Heart of the Story: Bar-Jesus got his powers from Satan. His power was no match for God and God’s missionaries.
Backstory: Barnabas and Paul’s meeting with the sorcerer–magician Bar-Jesus occurred early in Paul’s first missionary journey (46-47 AD). At the direction of the Holy Spirit to the leaders of the Antioch church, Barnabas and Paul left Antioch. A young John Mark accompanied them as their assistant. The first country the apostles came to was the island of Cyprus, the home of Barnabas. They ministered across the entire island finally arriving at Paphos, seat of the Roman government on the island.
Story Line: Sergius Paulus was the Roman proconsul or government administrator on Cyprus. He summoned Barnabas and Paul because he wanted to hear the word of God. The writer of Acts, Luke described Sergius Paulus as an intelligent man. On the other hand Bar-Jesus, an attendant of Sergius Paulus was a sorcerer-magician. Bar-Jesus means son of Jesus or Joshua; however, Bar-Jesus was referred to as Elymas which means magician or wizard.
Bar-Jesus opposed Barnabas and Paul and attempted to turn Sergius Paulus from faith in Jesus Christ as Savior of the world. Filled with the Holy Spirit, Paul looked directly at Bar-Jesus and called Bar-Jesus the child of the devil, enemy of everything that is right, and full of all kinds of deceit and trickery. Then, Paul asked Bar-Jesus, “Will you not stop perverting the right ways of the Lord?”
What followed next was the first recorded miracle completed by Paul. Paul told Bar-Jesus that he would be blind and unable to see even the sun for a time. Immediately, mist and darkness came over Bar-Jesus. He groped about, seeking someone to lead him by the hand.
Hearing and seeing the apostles’ words and actions, Sergius Paulus was amazed at their teaching about Christ. He became a believer in Jesus Christ as God and redeemer.
Relationships of Bar-Jesus: At the beginning of this story, Bar Jesus had a close relationship with Sergius Paulus. He was with Sergius Paulus when Barnabas and Paul were summoned and began to explain the good news of Christ. Something about the story of Christ, the son of God and redeemer of the world, alarmed Bar-Jesus. Perhaps Bar-Jesus feared that he would lose the prestige that access to the proconsul gave him if Sergius Paulus believed in a new god.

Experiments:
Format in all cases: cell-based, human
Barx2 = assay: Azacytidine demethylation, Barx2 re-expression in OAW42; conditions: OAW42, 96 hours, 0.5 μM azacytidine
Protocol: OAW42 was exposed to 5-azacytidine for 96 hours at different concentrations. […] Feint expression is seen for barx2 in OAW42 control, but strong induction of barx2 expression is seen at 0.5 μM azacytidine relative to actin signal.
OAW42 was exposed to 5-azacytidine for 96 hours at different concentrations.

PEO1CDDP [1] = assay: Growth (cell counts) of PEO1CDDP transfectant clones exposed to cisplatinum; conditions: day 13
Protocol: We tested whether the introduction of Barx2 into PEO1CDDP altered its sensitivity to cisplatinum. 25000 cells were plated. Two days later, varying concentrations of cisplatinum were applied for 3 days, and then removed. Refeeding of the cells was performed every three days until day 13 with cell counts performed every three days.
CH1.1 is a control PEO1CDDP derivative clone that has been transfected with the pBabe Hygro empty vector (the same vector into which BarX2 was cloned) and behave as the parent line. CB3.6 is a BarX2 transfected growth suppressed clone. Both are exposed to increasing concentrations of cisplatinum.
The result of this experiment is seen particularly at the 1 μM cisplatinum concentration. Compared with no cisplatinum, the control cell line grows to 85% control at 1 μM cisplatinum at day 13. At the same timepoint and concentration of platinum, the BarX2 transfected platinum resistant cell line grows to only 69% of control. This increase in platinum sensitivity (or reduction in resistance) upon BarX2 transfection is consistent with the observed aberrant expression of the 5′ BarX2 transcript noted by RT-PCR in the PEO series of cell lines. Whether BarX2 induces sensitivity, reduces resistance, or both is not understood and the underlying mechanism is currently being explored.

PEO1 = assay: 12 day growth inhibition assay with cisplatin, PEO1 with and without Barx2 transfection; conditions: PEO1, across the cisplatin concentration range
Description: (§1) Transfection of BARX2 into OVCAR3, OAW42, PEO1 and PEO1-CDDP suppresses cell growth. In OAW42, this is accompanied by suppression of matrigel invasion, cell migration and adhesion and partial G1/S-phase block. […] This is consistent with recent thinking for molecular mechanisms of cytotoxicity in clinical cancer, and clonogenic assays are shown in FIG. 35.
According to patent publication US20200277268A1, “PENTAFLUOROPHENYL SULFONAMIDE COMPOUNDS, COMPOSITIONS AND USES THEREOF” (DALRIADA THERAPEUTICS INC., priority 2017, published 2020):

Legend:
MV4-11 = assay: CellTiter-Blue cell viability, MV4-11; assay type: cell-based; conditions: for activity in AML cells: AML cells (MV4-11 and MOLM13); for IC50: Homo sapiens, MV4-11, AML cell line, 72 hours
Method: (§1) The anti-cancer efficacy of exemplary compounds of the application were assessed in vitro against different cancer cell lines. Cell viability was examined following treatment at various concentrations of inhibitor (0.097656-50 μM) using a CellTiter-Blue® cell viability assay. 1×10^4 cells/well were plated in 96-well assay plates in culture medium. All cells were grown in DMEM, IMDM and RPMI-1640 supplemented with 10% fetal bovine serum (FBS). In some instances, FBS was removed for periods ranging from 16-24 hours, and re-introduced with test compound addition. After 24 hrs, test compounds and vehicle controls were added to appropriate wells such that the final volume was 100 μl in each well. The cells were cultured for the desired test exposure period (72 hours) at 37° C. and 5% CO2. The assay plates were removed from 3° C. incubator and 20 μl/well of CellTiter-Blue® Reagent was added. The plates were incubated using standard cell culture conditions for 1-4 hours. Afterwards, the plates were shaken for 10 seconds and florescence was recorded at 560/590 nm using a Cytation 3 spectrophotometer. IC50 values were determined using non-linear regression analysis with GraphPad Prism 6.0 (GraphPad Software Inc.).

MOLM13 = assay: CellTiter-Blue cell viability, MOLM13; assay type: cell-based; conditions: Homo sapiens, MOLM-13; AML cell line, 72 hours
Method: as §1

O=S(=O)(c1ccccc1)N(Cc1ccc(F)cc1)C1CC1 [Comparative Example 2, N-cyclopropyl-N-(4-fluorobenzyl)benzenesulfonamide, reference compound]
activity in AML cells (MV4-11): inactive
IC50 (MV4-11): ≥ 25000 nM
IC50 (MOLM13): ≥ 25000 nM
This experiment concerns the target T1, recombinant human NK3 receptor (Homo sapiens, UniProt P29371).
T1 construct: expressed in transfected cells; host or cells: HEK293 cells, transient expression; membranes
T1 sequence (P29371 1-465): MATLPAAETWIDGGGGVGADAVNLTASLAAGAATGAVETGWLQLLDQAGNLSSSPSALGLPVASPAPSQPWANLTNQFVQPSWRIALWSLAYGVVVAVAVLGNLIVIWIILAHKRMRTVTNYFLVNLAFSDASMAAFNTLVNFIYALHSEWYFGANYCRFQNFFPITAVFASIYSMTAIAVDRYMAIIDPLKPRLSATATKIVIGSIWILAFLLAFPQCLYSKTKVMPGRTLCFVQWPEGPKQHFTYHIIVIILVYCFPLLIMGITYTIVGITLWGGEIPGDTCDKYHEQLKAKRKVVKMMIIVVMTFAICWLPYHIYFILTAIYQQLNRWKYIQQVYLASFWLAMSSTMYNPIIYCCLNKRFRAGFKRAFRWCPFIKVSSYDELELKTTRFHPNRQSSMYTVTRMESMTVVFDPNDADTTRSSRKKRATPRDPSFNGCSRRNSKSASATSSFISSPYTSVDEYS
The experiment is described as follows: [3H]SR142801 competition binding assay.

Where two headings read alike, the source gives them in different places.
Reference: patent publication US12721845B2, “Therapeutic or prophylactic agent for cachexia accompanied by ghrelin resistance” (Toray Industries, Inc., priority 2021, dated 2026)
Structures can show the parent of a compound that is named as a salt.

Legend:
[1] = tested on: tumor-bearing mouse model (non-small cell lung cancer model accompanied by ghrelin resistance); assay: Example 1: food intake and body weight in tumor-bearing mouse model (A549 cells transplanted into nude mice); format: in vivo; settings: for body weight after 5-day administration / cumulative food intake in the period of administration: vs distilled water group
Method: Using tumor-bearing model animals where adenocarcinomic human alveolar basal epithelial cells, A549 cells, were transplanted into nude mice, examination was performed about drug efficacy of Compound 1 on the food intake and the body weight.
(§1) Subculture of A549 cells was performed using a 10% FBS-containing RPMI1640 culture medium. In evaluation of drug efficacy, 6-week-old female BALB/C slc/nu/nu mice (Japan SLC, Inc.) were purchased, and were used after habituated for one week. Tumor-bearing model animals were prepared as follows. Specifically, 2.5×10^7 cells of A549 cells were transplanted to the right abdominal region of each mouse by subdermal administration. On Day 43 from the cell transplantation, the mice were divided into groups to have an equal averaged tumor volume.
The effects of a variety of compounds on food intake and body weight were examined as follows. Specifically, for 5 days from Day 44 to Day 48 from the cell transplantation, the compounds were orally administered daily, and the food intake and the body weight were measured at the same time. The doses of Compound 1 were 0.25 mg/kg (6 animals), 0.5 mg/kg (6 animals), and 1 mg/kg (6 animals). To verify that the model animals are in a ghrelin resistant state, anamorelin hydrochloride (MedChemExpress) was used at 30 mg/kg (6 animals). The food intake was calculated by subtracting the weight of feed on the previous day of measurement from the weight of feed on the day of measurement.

Bar-Jesus began to oppose the apostles’ teaching. We aren’t sure what part of the good news Bar-Jesus attacked; but it may have been that there was one God rather than the broad pantheon of Roman god. Or perhaps the opposition point was that God’s son, Christ, was the only mediator between God and man. The intelligent Sergius Paulus would deduce that if there was one mediator between God and himself, he could – even should — pray directly to Christ. Wizard or magicians with spells and incantations was superfluous.
Whatever the exact focus Bar-Jesus’ opposition, his words caused Paul to conclude that he was “a child of the devil.” What an indictment — Bar-Jesus’ magic and sorcery were powered by Satan. His allegiance was to Satan, not to the proconsul.
If Paul ended his confrontation of Bar-Jesus only with words, possibly Sergius Paulus would have concluded that two of many Roman gods had a difference of opinion. Their representatives on earth had a simple, but heated, argument about who was the greater. What Paul did next cemented the apostles’ arguments that God was the one and only true God. Paul declared that the hand of God was on Bar-Jesus and he would become blind for a time. Immediately, Bar-Jesus became blind. God chose to strike Bar-Jesus with blindness rather than being deaf, mute, or lame possibly because Bar-Jesus tried to keep the proconsul in spiritual darkness.
Conclusion: Although Sergius Paulus believed the apostles testimony and converted to Christianity, the Bible gives no indication that Bar-Jesus learned from his experience. He remained a child of the devil despite having an actual experience with the true God. Why does anyone want to remain tied to an inferior god or entity?
December 27, 2014, Carolyn A. Roth, Use only with written permission.